If you have an interest in understanding our world, this fascinating and versatile subject is one you will want to study. To learn more about NEC’s geography courses, or to view our full range of flexible distance learning courses, visit our website for more information, or contact us and speak to our team.

Keep up to date with all our latest news and events by subscribing to our email newsletter or following our blog (enter your email address in the sidebar to the right). You can also find us on Facebook and Twitter.

Thursday, 16 January 2014

The importance of education for offenders

Here at NEC we have a long and rich tradition of supporting learners from many different backgrounds, in many different circumstances. Our work has frequently shown us just how big a difference a second chance to learn can make to someone’s life, but for some students in particular, our work helps to ensure they get a second chance in more ways than one.

Distance learning can help to overcome many barriers to education, but you may not realise it is even flexible enough to enable us to deliver courses to learners who are serving custodial sentences while they study. For many years, NEC has worked with the Prisoners Education Trust (PET) to broaden educational opportunities for prisoners. Learners have a wide variety of courses to choose from, including those leading to recognised qualifications such as GCSEs and A levels, which help to enhance their chances of building a better life after release.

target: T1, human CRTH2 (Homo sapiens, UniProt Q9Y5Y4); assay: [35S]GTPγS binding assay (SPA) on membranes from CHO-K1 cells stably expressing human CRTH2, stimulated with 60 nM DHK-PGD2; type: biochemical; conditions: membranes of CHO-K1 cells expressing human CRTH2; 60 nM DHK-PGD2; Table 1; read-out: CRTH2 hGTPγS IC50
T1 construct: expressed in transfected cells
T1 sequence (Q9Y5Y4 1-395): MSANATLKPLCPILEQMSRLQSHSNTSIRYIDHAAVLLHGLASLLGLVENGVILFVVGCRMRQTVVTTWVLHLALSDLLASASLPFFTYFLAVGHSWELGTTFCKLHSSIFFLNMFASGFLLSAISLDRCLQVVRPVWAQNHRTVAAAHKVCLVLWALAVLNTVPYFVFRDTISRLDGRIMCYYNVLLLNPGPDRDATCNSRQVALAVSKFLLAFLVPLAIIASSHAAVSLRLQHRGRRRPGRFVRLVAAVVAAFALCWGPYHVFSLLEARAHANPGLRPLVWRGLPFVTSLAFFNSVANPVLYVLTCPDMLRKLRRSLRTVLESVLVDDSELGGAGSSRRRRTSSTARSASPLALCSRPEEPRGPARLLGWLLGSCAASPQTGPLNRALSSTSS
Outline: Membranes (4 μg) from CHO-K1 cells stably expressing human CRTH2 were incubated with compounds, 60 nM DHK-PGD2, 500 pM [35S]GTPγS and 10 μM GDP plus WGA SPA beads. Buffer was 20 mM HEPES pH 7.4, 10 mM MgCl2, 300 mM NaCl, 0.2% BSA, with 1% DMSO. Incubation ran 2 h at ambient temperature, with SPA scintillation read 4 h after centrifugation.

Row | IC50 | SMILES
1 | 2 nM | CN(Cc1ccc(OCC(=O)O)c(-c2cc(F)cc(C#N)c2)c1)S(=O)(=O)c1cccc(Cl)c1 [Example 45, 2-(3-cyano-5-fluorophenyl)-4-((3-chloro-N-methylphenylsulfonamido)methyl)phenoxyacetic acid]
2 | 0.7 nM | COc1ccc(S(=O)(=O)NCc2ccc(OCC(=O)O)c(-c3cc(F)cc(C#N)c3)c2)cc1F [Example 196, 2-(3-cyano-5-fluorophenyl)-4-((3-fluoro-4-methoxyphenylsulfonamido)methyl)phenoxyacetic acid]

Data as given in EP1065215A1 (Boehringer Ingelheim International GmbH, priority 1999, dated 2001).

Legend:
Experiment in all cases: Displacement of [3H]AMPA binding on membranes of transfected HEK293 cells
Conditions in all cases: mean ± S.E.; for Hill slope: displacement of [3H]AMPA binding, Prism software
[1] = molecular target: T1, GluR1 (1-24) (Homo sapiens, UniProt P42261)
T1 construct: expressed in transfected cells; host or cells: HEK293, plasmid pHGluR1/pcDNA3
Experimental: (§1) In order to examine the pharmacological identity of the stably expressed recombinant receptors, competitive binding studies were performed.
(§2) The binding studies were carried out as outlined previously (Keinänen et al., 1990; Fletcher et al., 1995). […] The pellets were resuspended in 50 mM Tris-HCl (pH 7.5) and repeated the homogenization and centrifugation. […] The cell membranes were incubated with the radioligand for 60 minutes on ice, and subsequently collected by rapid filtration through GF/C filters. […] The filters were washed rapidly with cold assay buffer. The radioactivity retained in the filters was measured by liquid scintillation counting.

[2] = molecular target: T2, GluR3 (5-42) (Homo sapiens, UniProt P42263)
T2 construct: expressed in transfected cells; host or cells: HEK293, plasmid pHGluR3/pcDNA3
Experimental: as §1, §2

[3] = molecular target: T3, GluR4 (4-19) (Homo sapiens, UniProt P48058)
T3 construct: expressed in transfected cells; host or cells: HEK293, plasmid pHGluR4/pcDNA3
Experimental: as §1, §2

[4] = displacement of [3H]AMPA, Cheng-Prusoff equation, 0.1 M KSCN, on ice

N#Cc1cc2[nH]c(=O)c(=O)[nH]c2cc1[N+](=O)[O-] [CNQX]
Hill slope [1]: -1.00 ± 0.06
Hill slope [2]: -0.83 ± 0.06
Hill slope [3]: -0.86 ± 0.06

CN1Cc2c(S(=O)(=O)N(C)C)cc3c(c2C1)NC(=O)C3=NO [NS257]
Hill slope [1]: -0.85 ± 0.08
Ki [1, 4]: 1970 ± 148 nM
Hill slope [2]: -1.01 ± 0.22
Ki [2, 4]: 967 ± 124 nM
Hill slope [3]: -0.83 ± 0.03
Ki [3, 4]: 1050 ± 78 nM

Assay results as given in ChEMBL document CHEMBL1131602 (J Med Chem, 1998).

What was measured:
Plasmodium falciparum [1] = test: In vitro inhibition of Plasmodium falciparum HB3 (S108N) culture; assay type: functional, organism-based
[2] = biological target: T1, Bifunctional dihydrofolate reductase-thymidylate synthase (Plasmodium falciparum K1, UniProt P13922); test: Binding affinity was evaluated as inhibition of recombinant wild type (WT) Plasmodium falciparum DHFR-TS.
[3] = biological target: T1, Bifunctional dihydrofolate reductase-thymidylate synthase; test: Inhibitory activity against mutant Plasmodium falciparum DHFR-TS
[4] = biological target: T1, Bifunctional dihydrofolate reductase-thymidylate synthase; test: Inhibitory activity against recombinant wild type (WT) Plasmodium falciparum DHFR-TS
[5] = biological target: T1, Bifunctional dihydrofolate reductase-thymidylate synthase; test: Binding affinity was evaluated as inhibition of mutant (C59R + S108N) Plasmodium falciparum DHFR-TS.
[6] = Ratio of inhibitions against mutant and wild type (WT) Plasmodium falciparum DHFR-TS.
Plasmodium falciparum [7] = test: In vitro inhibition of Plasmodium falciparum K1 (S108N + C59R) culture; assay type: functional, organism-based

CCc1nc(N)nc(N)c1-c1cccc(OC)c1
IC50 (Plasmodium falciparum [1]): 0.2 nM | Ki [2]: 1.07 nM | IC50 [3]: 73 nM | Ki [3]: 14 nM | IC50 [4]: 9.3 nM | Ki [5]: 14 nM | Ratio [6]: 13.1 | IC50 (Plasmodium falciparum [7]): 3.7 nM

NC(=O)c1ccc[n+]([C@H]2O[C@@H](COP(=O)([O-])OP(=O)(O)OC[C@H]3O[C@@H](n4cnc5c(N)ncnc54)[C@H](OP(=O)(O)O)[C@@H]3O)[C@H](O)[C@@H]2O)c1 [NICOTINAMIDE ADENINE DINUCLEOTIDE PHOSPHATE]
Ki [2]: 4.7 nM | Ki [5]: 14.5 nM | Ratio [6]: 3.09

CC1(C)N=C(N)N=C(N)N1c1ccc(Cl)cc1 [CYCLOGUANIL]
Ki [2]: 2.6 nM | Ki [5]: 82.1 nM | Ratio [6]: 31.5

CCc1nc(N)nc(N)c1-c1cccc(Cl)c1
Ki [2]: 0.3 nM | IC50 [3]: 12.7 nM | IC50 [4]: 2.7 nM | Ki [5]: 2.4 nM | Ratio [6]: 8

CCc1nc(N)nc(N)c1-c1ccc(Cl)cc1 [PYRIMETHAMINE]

The importance of PET’s work in helping to rehabilitate prisoners through education was highlighted by the BBC last Autumn in their article about Frank Harris, a learner who had previously been in and out of prison for 30 years of his life, but now spends his time helping others to find their way out of crime through education–just as he did with PET. Frank’s story is a testament to the power that education has to bring about great positive change.